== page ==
While it may not be your home forever, your rental property should feel like it is, in fact, your home. And with many of us spending more time in our homes than ever before, now is the time to stamp your personality on your space—without upsetting your landlord.
If you’re a renter on a mission to reimagine your home, keep reading for some decorating hacks that won’t cost you your security deposit. (Plus, scroll down to the bottom for some decorating “don’ts” to avoid!)
Optimize natural light
One of the simplest and most effective ways to lend a fresh sense to your rental is by maximizing your natural light. Natural light will not only make your apartment look and feel roomier, but it will make your other decor look better and brighter. If you don’t have many windows, make sure that you are making the most of the windows you do have by using sheer window treatments or none at all. You should also reduce anything that might obstruct your windows, such as bulky furnishings. Light colours and reflective objects can be used to add to the brightness of your space.
Dress up your windows
If your unit comes outfitted with vertical blinds, consider swapping them out for decorative window treatments, such as rich drapery. Long, flowing drapery treatments that pool slightly on the floor will give your ceilings the illusion of height. Another way to feign high ceilings is by hanging window treatments from the ceilings.
Get creative with lighting fixtures
The right lighting fixtures can instantly update your space. If you don’t have many windows, consider using a mixture of ambient, task, and accent lighting to illuminate any dark corners and add a sense of atmosphere to any room. If you’re working with a small space, wall-mounted sconces will add light, without taking up any floor space. Meanwhile, an arc floor lamp can be placed in an unused corner, while lending light to the whole room.
Bring in a statement mirror
Mirrors can be used to make any room feel more spacious and luxurious. If you’re not permitted to mount mirrors, or if your walls simply won’t withstand the weight, shop around for a freestanding mirror that is designed to be leaned up against a wall.
Try removable wall treatments
Traditional wallpaper is difficult to apply and remove. As such, many landlords veto it from the outset. If you love the look of wallpaper and are willing to splurge a bit, self-adhesive wallpaper will give the same effect, but you can skip the messy paste. Use self-adhesive wallpaper to create a statement wall, create wainscotting, or refurbish an old piece of furniture, such as a desk or a bookcase. (Find some DIY-able ideas and instructions here.) Alternatively, wall tapestries can be used to dress up plain walls, and they can be adhered using putty to preserve the walls underneath.
Fake a kitchen island
If you love the look and practicality of a kitchen island, one way to hack the functionality of an island is by repurposing a freestanding table of some sort. Think a kitchen cart, a butcher’s table, or even a reimagined filing cabinet. You’ll just need to make sure your table of choice is sturdy enough to withstand regular kitchen prep. As an added perk, a freestanding table is something you can take with you when you move.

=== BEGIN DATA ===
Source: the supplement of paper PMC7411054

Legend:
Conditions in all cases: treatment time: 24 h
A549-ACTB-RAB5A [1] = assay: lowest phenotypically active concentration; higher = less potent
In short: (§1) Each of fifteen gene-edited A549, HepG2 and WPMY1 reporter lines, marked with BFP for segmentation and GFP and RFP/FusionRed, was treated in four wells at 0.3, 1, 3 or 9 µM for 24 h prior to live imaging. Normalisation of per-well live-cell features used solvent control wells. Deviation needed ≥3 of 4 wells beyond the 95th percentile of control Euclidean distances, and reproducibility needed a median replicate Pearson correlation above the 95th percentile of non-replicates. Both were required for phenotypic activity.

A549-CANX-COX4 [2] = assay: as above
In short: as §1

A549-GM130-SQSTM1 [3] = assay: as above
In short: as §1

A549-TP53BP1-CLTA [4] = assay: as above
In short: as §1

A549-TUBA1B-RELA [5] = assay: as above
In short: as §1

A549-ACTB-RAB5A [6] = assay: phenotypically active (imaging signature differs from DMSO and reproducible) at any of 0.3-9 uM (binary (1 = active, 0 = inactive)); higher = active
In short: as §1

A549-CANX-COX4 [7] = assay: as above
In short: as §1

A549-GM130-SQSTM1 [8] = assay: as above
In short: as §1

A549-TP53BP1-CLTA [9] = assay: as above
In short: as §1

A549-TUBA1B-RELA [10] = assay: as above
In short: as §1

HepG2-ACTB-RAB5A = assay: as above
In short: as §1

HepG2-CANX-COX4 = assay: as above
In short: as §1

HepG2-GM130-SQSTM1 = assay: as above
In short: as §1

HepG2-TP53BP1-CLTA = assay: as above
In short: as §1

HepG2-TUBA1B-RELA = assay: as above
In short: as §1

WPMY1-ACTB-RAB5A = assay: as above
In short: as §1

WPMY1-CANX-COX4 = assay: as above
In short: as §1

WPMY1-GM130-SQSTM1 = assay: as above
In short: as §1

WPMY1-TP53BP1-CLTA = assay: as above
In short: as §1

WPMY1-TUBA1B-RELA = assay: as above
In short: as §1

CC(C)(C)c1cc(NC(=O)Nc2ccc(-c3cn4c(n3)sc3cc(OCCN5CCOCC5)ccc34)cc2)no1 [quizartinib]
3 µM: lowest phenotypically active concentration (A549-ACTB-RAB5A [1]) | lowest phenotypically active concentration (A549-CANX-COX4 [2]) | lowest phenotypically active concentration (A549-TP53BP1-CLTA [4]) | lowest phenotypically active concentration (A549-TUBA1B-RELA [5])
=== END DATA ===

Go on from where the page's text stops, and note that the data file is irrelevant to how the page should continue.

- Ignore the terms of your lease. If your landlord or property manager has strict rules for decorating and renovating, there’s a good chance their terms will be outlined in the lease agreement. Consult your lease agreement before you plan or purchase anything.
- Break the bank. We get it, this is your home for the foreseeable future and you want it to reflect your unique design style. With that said, it’s important to be realistic about how much you’re going to spend on an apartment that isn’t yours. If you’re going to invest in decor, stick to things that you can take with you once it’s time to move.
- Paint natural wood, such as crown mouldings and baseboards. Because crown moldings and baseboards normally have a glossy finish, repainting them back to their former state is no easy task. And in the case that there is damage done to the boards, the cost to replace them won’t be an easy pill to swallow either. As a rule of thumb, leave crown moldings, baseboards, and other natural wood features as they are.
- Bring second-hand soft furnishings and upholstered items into your unit. While it can be really tempting to take home a couch you’ve seen on the side of the road (we’ve all been there!) anything with a fabric element is prone to bedbugs and mites. If you are inheriting furnishings that are second-hand, make sure you thoroughly clean them and allow them some time to air out in a location that’s not your apartment.
- Tackle any semi-permanent jobs with the go-ahead from your landlord. While you might be wary that your landlord won’t agree to a semi-permanent renovation, there’s also the chance that they will like your idea and offer to help out with the modification. If your landlord is agreeable, be sure to get everything in writing in case a dispute arises down the line.
- Rush your design/redesign plans for your rental. Before embarking on a design journey, first take the time to live in your unit to see how you are using it and where you spend the most time. You’ll save yourself money and hassle by taking your time to think through what you want to do and how you want to execute it.